One of those events was a motorcycle safety day at Eglin Airforce Base in Florida. My husband and I left Wisconsin on our bikes in the snow knowing that if we could get south 100 miles we would get past the snow and rain. By the time we got to Florida it was 80 degrees and beautiful! We experienced all kinds of weather as we made the trek back and forth. That is always part of the adventure!
Now the challenge for any of us who teach motorcycle safety is to make it fun so it’s not a drag for people to attend. I had the privilege of being their keynote speaker that morning as they kicked things off. It’s a tough job when you know people are just waiting to get the speaker part of things out of the way so they can go back outside and hang around the bikes. The Safety “Briefing” was held in an auditorium that seated 400 people and the place was PACKED! Every seat was full. People were standing in the back and the front of the room and people were sitting in the aisles. With sunshine, wings, bikes, and Hooters waiting outside I wondered what was going to happen when I started talking about “safety”….. Much to my delight the crowd was attentive and engaged. I introduced a concept to them:
It takes addressing all Six areas of motorcycle safety to achieve zero! I challenged everyone in the room to make it their commitment to themselves and their riding buddies to be “better” to never be satisfied with where they are at and to look for ways to improve. The title of my program was Six = Zero!!!! Five of the topics deal with prevention but a prevention plan without a plan for containment of disaster is not a complete plan. The Five areas for prevention are:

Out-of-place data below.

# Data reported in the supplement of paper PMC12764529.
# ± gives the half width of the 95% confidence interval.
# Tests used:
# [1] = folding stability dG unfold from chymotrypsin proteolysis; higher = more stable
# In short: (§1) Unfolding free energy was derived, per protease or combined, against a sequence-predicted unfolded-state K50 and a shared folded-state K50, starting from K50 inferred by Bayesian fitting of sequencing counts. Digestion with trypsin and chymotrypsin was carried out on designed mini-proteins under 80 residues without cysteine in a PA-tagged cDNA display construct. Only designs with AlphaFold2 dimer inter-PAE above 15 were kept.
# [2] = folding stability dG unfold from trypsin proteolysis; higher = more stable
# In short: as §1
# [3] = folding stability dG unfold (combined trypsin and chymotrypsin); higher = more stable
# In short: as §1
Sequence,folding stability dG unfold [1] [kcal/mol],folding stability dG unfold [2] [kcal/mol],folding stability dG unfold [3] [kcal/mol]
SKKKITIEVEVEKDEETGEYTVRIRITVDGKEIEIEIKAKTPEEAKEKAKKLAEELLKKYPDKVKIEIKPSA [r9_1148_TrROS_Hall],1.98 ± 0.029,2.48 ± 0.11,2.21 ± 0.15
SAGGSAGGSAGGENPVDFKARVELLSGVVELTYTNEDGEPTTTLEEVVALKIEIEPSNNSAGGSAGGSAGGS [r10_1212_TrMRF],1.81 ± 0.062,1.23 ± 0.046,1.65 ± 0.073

Rider Education – if you have completed basic training then think about challenging yourself to take advanced training.
Apparel – learn about protective apparel and wear it
Anti-Impaired Riding – Impaired riding can take many forms. Typically we think of this as alcohol impairment but are you riding with you full faculties?
Motorist Awareness – Not only do cars need to be more aware of motorcyclists but the motorcyclists needs to make themselves more visible to cars.
Laws/Regulations – Are you aware of the laws in the state or country that you are traveling?
The sixth area of motorcycle safety is the disaster plan/containment piece
First Response – Have you learned specific care for a motorcycle crash victim? Do you know how to help your friend? CPR is the response for a heart attack victim but not the preferred first response for a trauma. First Aid is helpful but not enough. Are you prepared to help a friend. Are they prepared to help you? What is YOUR disaster plan?
We finished our safety briefing, got outside to look at the bikes and had a beautiful safe and scenic ride. What a Great Day it was!!!! Our ride home was interesting as well as we had to take cover when the civil defense sirens indicating a tornado warning went off as we were gassing up. We made it home wet and with a story to tell.
I am so excited about the interest in Motorcycle First Response and the good that we are doing. I look forward to the many events that I’ll be attending the rest of the summer and having a chance to do demonstrations and meet more people who want to see us get to zero. Thanks for helping us teach more people about motorcycle safety and use the six to get to zero motorcycle fatalities! Rubber Side Down!!!
Vicki Sanfelipo, RN/EMT